Calls for help to save Erith’s Old Library building

PUBLISHED: 09:01 21 March 2019

The Old Eith Library building. Photo: The Exchange Erith Ltd

The Old Eith Library building. Photo: The Exchange Erith Ltd


Campaigners trying to preserve the former Erith library building say they are depending on backing from the local community.

Sowing seeds in the kitchen garden. Photo: The Exchange Erith LtdSowing seeds in the kitchen garden. Photo: The Exchange Erith Ltd

The organisers trying to keep developers from knocking it down are calling on local people to get behind the project.

It is being led by Sarah Batten, co-director of The Exchange, a not-for-profit social enterprise that deliver a community-led programme of events and activities that aim to encourage better cohesion and provision of opportunity for Erith, that has made its home in the building.

She said the Old Library in Erith, is an impressive local architectural spectacle sitting at the gateway to the town and reminding visitors and residents of Erith’s proud history as thriving port town and industrial centre.

It was originally built in 1906 using funds granted by philanthropist Andrew Carnegie.

The library now represents what communities can achieve by working together as local architect William Egerton designed the building incorporating bricks made locally, and utilising the skills of local craftspeople including builders, carpenters, plasterers and Sidcup’s Crittall window factory.

It then served the community as a library, and later as the town’s museum, until 2009 when it was closed owing to major building dilapidations and lack of funds to deal with them.

A decade later and it has reopened as The Exchange after three years of work in partnership with owners Bexley Council.

She said they wanted to bring the disused and dilapidated historic space back to life.

The Exchange programme started five weeks ago, bringing the historic bookstore back into use as a new café and bar run by a local chef, and providing access to other beautiful spaces that have not been used for years.

Sarah said members of the community are defining what happens in these spaces, including exhibitions, pilates workshops, performing arts classes for young people, film and photography shoots for emerging local artists and makers, and an upcoming market supporting local producers.

She added: “Local people are choosing how this building should be used in the future, and the variety and the quality of residents’ aspirations is exciting.”

The Exchange was set up by two Erith residents keen to reopen the Old Library, and maintain it for public use and community benefit.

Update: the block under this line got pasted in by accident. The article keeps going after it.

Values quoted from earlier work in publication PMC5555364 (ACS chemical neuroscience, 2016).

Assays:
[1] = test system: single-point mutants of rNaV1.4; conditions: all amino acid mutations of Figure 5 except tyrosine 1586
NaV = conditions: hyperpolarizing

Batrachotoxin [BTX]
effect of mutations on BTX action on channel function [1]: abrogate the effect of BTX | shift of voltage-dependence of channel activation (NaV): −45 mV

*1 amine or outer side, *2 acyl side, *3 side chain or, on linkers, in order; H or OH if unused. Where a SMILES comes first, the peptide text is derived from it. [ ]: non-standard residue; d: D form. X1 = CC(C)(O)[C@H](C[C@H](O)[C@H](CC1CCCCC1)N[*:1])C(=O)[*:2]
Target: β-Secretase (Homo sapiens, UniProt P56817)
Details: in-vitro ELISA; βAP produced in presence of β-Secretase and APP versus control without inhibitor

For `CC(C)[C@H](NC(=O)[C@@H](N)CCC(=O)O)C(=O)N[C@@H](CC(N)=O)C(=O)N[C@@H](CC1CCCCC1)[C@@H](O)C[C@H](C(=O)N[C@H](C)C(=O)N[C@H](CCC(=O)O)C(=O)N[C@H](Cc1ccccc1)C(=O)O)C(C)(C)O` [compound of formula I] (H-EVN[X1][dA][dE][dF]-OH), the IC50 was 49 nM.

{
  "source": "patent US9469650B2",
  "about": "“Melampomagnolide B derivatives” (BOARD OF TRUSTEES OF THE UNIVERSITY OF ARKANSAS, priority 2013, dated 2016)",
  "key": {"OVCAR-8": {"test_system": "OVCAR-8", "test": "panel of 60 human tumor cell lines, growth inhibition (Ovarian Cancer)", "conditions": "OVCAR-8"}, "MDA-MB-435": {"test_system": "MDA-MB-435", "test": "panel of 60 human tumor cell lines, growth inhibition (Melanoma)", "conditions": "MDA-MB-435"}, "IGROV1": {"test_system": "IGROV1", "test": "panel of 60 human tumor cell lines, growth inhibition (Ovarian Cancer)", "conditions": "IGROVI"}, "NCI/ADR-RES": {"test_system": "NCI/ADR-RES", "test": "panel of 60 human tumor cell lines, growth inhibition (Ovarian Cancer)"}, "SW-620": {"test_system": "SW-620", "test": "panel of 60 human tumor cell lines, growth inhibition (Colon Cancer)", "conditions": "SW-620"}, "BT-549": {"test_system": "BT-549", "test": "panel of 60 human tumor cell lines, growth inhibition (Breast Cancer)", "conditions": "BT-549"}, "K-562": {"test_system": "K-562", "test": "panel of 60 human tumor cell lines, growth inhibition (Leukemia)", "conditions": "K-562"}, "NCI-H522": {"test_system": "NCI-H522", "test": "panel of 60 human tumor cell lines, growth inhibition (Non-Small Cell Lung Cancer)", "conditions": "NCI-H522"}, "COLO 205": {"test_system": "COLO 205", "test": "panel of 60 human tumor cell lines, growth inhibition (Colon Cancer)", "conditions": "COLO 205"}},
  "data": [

She said they are delivering activities in the town – at Erith Lighthouse, Erith Fun Day and the Christmas Tree Festival – asking people what changes or additions they would like to see in Erith. These conversations and relationships that developed are now informing what happens next at The Old Library.

But, she warns, there is a lot more to do to secure the building’s future.

The recent redevelopment project cost around £1.8m and has ensured the building is now watertight so no further damage is being done, and has brought the lower-ground floor back into full use.

However, Sarah said, the ground and upper floors still need a lot of work - there is no heating or proper lighting, walls and floors require repair, and the building needs a lift to make it fully accessible.

The Exchange and Bexley Council have been successful with an application to the Heritage Lottery Fund, and will be submitting a second-round application later in the year. If successful, this will secure a further £1.2m towards the building works. However, The Exchange needs to raise £300,000 as match towards this figure, and is responsible for how this building is fitted out and used.

Fellow co-director Peter Nutley said: “Ultimately, it will be the community that save this building. If we as local residents can make it busy, and vibrant with activity, ideas and opportunities, we will get the support we need from funders to make the building’s future viable.”

Anyone interested in finding out about The Exchange or in getting involved with the programme can visit or contact The Exchange through their website:

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